Lambasted by charges that his response to the gulf oil spill comes across as emotionally flat, President Barack Obama has made repeated vows to stand by the victims "until they are made whole."
His ambitious promise now stands as the rhetoric of choice among political leaders looking to sympathize with those affected by the environmental and financial crisis. Coast Guard Rear Adm. Mary Landry and Gov. Charlie Crist have made near identical pledges and a trio of Democratic congressmen demanded oil giant BP postpone $10 billion in dividend payments to stockholders until "the people of the gulf (are) made whole."
Problem is, what does it mean?
"That is the one question I have been asking for five weeks," said Orange Beach Mayor Tony Kennon, who fears the sheets of oil sliding toward the shores of his Alabama tourist haven will bring new financial hardships after weeks of canceled hotel reservations and half-empty seafood shacks. "That is the one question we need to know before we can move forward."
Politicians are well aware of the power of words.
Obama, a legal scholar with a penchant for headline-grabbing speeches, hasn't elaborated on his definition of "made whole," but his repetition suggests he thinks it is a good message. It means he wants to help. It means he cares. But, as with many political messages, "made whole" has more than one layer.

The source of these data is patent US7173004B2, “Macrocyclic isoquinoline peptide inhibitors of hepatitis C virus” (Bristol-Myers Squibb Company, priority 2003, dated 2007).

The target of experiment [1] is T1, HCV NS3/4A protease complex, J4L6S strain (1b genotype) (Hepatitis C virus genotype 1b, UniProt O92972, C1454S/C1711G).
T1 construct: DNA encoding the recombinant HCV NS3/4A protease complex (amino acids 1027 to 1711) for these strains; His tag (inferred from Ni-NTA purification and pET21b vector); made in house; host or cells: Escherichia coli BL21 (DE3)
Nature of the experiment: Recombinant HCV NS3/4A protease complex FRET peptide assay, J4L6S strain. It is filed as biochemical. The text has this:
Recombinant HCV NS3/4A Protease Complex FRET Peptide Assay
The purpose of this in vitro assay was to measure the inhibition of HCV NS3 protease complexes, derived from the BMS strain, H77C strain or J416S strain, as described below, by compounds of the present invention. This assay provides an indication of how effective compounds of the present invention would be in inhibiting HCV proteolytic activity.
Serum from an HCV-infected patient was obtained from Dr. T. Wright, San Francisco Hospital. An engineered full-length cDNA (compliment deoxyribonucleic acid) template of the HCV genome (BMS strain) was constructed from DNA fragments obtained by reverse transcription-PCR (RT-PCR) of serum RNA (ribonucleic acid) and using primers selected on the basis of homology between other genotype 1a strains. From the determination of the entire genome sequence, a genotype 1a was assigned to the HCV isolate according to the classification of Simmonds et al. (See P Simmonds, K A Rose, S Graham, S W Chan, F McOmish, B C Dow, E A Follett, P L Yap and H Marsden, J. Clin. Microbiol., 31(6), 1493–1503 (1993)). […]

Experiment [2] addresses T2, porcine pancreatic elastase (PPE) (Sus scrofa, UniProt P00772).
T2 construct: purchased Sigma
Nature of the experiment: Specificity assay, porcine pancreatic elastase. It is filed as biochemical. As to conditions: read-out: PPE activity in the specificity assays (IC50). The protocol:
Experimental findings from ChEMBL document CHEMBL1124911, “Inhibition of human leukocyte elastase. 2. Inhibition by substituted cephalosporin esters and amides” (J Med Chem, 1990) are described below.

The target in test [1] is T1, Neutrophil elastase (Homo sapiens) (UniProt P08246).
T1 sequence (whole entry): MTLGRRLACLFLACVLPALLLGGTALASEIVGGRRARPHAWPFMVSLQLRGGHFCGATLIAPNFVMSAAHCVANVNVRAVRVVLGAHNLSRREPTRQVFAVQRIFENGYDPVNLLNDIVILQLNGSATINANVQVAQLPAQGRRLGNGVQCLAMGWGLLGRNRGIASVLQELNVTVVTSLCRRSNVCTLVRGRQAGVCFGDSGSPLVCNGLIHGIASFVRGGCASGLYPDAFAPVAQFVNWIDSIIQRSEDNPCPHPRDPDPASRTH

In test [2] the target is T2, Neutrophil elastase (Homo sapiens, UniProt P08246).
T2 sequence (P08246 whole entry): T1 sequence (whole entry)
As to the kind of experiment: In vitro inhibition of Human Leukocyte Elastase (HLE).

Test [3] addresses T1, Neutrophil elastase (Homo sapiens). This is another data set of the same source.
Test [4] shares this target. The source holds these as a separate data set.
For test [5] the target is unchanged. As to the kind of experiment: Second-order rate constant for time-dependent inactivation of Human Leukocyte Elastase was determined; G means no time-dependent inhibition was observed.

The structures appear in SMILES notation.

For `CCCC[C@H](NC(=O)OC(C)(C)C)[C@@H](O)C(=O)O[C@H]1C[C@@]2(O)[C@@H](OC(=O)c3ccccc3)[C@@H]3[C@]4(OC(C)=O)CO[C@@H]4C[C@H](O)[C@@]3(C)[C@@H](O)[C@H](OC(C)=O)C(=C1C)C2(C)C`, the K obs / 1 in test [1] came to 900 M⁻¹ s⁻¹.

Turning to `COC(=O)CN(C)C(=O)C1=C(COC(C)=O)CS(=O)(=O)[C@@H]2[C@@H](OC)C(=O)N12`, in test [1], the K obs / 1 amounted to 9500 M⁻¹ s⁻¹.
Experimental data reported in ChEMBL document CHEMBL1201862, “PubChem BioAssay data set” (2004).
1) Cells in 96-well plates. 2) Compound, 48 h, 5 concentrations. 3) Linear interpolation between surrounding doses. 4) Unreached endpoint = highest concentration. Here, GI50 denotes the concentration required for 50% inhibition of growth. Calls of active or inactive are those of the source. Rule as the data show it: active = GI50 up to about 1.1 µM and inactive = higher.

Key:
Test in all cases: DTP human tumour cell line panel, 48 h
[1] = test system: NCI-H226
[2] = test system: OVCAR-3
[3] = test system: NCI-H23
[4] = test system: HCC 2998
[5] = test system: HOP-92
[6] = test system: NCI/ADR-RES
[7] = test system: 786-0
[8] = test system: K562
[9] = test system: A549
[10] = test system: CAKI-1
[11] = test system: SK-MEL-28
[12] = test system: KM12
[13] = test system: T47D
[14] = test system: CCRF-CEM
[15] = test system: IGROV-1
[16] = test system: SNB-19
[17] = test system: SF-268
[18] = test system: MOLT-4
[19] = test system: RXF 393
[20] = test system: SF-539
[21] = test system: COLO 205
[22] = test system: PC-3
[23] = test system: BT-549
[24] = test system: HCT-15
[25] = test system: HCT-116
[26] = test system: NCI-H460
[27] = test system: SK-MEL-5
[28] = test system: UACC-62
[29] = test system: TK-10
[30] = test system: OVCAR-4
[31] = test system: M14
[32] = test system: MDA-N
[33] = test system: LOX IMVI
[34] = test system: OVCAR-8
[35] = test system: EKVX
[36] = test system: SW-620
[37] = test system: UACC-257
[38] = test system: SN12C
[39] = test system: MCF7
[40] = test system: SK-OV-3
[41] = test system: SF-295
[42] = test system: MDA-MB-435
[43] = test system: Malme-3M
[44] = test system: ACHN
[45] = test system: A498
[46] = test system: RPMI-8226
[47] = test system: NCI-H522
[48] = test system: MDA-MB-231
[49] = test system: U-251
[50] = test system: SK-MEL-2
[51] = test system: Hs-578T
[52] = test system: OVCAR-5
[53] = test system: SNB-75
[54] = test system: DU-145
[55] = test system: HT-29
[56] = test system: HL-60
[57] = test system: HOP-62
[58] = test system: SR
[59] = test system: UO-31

In legal jargon, "made whole" implies full restitution. A stolen laptop is replaced. Hospital bills are paid. A cracked windshield is repaired.
But the Gulf of Mexico crisis likely won't be so easily resolved. Some losses could be hard to prove in court or even single out, creating a complicated web of cause and effect that might not immediately produce a culprit, said economic and legal scholars.
"What (Obama) said is true. They (BP) are going to be responsible for the damage they did," said Fred Levin, a trial lawyer in Pensacola. "The question is, what is the damage they did?"
In other words, will those indirectly hurt by the oil spill be "made whole," too? Or does the promise only apply to the victims who can successfully make their case in court?
Consider some potential ramifications. If affected business owners can no longer afford to send their children to private schools, should the schools file a claim? If the private schools hire fewer teachers because of declining enrollment, do the unemployed teachers get help? And if those teachers then can no longer afford to buy quality meat from the local supermarket, how does the supermarket prove its losses are tied to the oil spill?
It's simply not clear, said Peter Henning, a former federal prosecutor who teaches criminal law at Wayne State University in Detroit.
"To the extent you are talking about just the cleanup, yes, BP is on the hook, but to the extent that you are saying we are going to return these communities to what they were, the law does not appear to extend that far," he said. "While it is couched in legal terms, this is really more of a political promise than a legal assertion."